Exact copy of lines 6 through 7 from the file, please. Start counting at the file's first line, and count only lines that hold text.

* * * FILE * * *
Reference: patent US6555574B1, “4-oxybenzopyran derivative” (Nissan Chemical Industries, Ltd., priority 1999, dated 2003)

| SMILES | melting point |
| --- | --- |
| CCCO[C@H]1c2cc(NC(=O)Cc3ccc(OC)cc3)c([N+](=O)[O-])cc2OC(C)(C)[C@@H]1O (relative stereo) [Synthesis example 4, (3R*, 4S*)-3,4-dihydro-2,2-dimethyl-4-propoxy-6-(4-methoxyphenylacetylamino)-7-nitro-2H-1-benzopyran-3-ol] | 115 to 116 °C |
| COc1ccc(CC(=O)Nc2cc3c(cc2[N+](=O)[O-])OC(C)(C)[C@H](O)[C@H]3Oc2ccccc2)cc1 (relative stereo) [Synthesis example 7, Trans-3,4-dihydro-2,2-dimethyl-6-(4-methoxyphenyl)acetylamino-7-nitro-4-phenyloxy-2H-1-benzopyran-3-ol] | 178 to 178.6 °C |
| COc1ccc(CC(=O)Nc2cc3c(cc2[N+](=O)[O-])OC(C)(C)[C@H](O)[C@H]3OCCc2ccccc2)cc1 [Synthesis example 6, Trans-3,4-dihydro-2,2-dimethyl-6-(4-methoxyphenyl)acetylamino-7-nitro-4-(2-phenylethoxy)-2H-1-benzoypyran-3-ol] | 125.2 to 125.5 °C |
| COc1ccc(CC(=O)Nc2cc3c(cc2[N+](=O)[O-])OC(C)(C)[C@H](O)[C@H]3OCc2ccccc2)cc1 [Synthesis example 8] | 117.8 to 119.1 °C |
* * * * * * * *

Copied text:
| COc1ccc(CC(=O)Nc2cc3c(cc2[N+](=O)[O-])OC(C)(C)[C@H](O)[C@H]3OCCc2ccccc2)cc1 [Synthesis example 6, Trans-3,4-dihydro-2,2-dimethyl-6-(4-methoxyphenyl)acetylamino-7-nitro-4-(2-phenylethoxy)-2H-1-benzoypyran-3-ol] | 125.2 to 125.5 °C |
| COc1ccc(CC(=O)Nc2cc3c(cc2[N+](=O)[O-])OC(C)(C)[C@H](O)[C@H]3OCc2ccccc2)cc1 [Synthesis example 8] | 117.8 to 119.1 °C |